Even if you did not leave home in past lives, perhaps next life the opportunity will arise, and the Bodhi seeds planted in this life will mature. Then your merit and virtue will be perfected and you will feel very comfortable practicing asceticism. Because you heard about it in this life, next life you will enjoy cultivating it. Perhaps in the past you planted good causes, and now you reap the good fruit; or perhaps in this life you plant good causes, and in a future life will reap the good fruit.
No one can say that someone will always leave home, or that someone else will always be at home, or that someone will always be a common person. Common people all have the opportunity to realize Buddhahood. In the future these twelve ascetic practices will be of great use. Mahakatyayana Maha has been explained. Katyayana means “literary elegance,”36 because of all the Buddha’s disciples, this Venerable One was the foremost in debate. No one could defeat him. On one occasion a non-Buddhist who believed in annihilationism said,
“Buddhists speak of the revolving wheel of the six paths of rebirth and maintain that after death one may be reborn again as a person, but this principle is incorrect. Why? If people can come back as people, why hasn’t anyone ever died and then returned home, or sent a letter to his family? There’s no basis for such a view. When people die, they go out like a lamp and they can’t be born again. Buddhists imagine that there’s rebirth, but actually there is none.” Mahakatyayana replied, “You’ve asked why those who die do not return. Before I answer first let me ask you a question. If someone were put in jail for a crime, could he return home at his convenience?”
“No,” said the non-Buddhist, “of course not.” Katyayana continued, “When people descend to rebirth in the hells, it’s just the same and they can’t return; in fact, they are even less free to leave.”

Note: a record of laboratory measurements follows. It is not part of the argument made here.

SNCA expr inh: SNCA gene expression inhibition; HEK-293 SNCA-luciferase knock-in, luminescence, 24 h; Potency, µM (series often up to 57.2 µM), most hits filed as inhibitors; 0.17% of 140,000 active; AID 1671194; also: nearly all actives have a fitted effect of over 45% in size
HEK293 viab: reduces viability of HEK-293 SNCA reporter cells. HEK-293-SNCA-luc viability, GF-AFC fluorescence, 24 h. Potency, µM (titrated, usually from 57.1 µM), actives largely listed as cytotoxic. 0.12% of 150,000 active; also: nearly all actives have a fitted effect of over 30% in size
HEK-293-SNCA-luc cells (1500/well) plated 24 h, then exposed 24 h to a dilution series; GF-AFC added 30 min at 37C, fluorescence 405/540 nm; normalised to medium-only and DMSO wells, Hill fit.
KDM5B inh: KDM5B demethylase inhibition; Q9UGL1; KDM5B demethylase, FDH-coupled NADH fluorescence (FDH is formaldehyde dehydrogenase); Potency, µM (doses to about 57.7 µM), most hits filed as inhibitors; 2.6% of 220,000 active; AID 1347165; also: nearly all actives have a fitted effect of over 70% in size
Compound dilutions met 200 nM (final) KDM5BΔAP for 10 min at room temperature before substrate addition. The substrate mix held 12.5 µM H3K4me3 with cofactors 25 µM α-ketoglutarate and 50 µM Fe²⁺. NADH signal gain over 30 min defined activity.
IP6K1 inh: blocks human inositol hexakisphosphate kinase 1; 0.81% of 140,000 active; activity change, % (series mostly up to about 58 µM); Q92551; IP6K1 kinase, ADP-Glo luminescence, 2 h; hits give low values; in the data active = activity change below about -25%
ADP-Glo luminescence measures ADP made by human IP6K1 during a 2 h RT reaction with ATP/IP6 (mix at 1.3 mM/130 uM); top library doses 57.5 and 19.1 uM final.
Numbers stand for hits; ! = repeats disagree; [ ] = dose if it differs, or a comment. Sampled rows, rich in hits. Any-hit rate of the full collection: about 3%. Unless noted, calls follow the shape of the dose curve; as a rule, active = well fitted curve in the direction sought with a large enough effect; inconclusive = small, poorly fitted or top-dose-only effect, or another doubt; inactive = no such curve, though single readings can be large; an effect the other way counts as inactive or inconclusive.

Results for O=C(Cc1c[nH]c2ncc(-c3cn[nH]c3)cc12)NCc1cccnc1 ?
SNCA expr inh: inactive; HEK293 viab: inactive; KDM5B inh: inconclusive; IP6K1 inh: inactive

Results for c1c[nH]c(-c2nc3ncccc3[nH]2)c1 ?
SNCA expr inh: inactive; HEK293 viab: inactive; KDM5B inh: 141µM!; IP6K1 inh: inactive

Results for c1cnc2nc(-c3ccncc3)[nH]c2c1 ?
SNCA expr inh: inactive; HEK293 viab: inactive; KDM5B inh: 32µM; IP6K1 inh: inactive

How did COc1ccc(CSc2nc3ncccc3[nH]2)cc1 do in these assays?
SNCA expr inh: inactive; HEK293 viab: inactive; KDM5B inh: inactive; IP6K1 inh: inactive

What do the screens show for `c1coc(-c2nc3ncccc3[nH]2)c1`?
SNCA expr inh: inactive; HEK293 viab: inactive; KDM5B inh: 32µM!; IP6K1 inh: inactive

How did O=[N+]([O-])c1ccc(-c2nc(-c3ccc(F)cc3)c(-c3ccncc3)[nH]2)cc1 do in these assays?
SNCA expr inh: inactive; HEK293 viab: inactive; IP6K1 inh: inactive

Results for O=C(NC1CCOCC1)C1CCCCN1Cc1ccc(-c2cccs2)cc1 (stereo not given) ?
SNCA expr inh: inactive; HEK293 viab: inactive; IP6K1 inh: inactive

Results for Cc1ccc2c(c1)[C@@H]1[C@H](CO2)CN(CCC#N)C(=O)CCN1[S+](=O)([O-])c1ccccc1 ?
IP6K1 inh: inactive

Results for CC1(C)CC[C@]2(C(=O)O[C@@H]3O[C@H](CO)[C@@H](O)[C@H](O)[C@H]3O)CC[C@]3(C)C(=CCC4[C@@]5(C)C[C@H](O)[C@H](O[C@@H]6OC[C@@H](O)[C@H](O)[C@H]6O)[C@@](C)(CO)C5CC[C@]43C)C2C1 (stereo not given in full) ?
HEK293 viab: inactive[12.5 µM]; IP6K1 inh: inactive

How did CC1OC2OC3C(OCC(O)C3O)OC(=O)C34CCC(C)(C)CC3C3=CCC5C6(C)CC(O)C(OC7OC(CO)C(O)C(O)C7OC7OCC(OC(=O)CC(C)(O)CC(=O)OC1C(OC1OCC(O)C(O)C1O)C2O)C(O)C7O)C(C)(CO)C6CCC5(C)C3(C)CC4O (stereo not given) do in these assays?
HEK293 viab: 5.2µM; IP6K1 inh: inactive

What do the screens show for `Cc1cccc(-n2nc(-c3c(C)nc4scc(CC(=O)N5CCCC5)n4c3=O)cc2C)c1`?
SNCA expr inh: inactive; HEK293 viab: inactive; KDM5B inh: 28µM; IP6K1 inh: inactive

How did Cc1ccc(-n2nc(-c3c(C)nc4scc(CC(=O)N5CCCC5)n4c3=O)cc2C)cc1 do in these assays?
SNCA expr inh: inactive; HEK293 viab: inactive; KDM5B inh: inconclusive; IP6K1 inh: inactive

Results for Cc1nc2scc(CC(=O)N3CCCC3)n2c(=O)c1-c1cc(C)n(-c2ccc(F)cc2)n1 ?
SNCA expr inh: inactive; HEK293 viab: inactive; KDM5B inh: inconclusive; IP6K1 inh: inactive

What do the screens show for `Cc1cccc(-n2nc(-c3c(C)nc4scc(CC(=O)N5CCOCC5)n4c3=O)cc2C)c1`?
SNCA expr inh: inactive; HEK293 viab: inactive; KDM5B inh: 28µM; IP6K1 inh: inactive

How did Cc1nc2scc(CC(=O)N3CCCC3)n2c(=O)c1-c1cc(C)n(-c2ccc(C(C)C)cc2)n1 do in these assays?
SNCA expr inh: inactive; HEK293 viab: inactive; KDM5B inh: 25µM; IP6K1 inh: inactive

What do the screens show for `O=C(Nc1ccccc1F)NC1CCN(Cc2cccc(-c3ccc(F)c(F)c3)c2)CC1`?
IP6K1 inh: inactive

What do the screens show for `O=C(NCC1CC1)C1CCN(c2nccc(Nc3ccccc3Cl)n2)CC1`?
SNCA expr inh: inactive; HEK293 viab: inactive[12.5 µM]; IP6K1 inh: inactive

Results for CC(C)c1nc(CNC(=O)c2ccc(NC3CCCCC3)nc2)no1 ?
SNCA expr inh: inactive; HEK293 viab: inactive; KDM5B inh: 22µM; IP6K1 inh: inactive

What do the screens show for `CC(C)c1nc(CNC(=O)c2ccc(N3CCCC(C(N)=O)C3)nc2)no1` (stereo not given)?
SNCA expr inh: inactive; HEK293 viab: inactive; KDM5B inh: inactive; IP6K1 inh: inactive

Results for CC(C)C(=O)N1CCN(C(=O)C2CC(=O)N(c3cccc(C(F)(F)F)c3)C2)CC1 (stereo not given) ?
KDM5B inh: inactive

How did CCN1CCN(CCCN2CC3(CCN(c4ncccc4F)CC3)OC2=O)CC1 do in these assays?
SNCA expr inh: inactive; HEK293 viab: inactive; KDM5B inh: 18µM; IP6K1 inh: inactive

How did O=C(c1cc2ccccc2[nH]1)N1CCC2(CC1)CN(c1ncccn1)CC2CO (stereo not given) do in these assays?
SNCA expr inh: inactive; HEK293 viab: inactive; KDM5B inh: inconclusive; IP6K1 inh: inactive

The non-Buddhist said, “Granted that those born in the hells cannot return, still, those born in the heavens are very free. Why has none of them ever sent a letter home informing his family of his whereabouts?”
Katyayana said, “What you say has principle, but, by way of analogy, suppose someone slipped and fell into a toilet, not a flush toilet—obviously no one could fall into a flush toilet—but into a pit toilet about as big as a bedroom. Once he got out, would he decide he liked the aroma there and jump back in again?” “Heavens no,” exclaimed the non-Buddhist. “The world of men,” said Katyayana, “is just like a toilet, and birth in the heavens is like getting out.
That’s why no one comes back. Even if they did, there’s the time difference to consider. For example, one day and night in the Heaven of the Thirty-Three is equal to one hundred years in the world of men. Born there, it would take a couple of days to find a place to stay and get settled, and by the time one returned on the third day, one’s friends would have long been dead.”
Thus, Mahakatyayana’s eloquence defeated non-Buddhists who were attached to the idea of annihilation or permanence; they lost every time.
Katyayana’s name also means “fan cord.”37 Soon after he was born his father died and his mother wanted to remarry, but the child was a tie, like a fan cord, which prevented her from doing so. He is also called “good shoulders”38 because his shoulders were beautiful, and “victorious thinker”39 because his eloquence was unobstructed.
There are four kinds of unobstructed eloquence: 1) With “unobstructed eloquence in Dharma” one can explain the Dharma without obstacle.
2) With “unobstructed eloquence in meaning” one can explain the Dharma’s limitless meanings. 3) With “unobstructed eloquence in phrasing” one’s rhetoric is effective.
4) With “the eloquence of unobstructed delight in speech” one takes delight in explaining the Dharma. Because he had these four kinds of unobstructed eloquence, Mahakatyayana was the foremost of the Buddha’s disciples in debate.